There's one thing I can promise you about the space program. Your tax dollars will go further. - Wernher Von Braun
CODE BREAKING INSTITUTION Bletchley Park has denied reports that it kicked out a volunteer and is forcing out the National Museum of Computing (NMOC).
Reports claimed that Bletchley Park roundly booted out a volunteer who worked for the National Museum of Computing. This story has been picked up in various places. Despite the headlines the short version is that no one, volunteer or otherwise has been removed from the Milton Keynes computing and cryptology park. However, there are some issues.
Reports, that started at the BBC - only a cached version remains - said that the Bletchley Park people have been throwing their weight around and ignoring the people who have worked there for years in favour of corporate sponsorship. Bletchley Park is accused of pushing the museum aside and ploughing ahead with a new visitor centre and corralling its own resources.
In a statement Bletchley Park said that it values all of its volunteers, but accepts that it had failed to meet an accord with the NMOC over shared ticketing prices and tours, adding that the two are and remain separate entities that share a space, albeit a space that will be divided by a fence.
"Operating independently means that The National Museum of Computing continues to occupy Block H and develop its own Museum. It has its own opening hours, continues to charge its own entry fees and conduct its own marketing activities," Bletchley Park said in a statement.
"Volunteer tour guide Tony Carroll has not been sacked. He continues to be a valued volunteer at the Bletchley Park Trust. He was asked to stop giving public tours as he been unwilling to deliver the shorter revised tour. He continues to work voluntarily for the [Bletchley Park] Trust in the Education department, providing tours for school groups."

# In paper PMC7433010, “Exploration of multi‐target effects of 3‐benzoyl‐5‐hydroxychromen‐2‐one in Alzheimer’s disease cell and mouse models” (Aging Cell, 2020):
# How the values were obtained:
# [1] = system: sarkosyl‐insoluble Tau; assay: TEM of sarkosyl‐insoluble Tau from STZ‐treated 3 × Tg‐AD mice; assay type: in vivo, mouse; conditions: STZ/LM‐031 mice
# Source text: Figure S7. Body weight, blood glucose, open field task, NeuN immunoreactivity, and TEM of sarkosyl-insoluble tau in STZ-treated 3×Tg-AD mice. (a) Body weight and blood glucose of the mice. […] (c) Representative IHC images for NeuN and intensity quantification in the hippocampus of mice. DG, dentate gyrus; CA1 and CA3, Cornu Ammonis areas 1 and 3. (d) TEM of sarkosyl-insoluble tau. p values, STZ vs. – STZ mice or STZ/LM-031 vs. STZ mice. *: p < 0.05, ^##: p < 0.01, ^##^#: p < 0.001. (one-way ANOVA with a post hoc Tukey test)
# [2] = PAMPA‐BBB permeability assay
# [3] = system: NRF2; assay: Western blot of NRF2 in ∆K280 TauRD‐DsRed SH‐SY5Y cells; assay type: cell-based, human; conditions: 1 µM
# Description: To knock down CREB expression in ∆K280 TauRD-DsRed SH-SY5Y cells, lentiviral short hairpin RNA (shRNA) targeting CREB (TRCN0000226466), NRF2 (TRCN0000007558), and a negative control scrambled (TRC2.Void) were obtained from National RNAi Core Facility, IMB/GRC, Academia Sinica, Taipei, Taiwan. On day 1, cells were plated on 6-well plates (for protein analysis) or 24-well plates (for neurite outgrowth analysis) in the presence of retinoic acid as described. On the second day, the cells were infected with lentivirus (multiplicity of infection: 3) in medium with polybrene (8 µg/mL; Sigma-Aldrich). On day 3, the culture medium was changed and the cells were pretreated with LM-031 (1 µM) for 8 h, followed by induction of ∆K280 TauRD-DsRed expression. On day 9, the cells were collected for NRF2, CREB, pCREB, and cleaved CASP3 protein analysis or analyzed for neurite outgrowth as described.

The National Museum of Computing said the same thing, but in a different tone. It said that the two have struggled to reach agreement and that Bletchley Park's plans are willfully divisive.
"Negotiations with the Bletchley Park Trust to achieve a fair and equitable financial arrangement to give all Bletchley Park fee-paying visitors access to Colossus and Tunny have proved exceedingly difficult," it said. "The Bletchley Park Trust's current action to erect gates and barriers between its own display area and Block H will almost certainly prove divisive."
Visitors will also miss out according to the statement, as Bletchley Park's plans are limiting visits to exhibitions like the one that displays the Colossus Rebuild.
An earlier statement from the park spoke in more detail about how valued volunteers are, and included comments from some very happy ones. "Volunteering is a choice, not a chore, and BP is a great place," said one.
However, the disharmony, wherever it presents itself, is not ideal and needs to be sorted out as soon as possible. There is clearly an issue and passing comments over blog posts is unlikely to resolve it.
The two sides have enjoyed a close relationship for some time. Both have secured a place in computing history and both are preserving worthy archives, so it would be a shame to see either falter. µ
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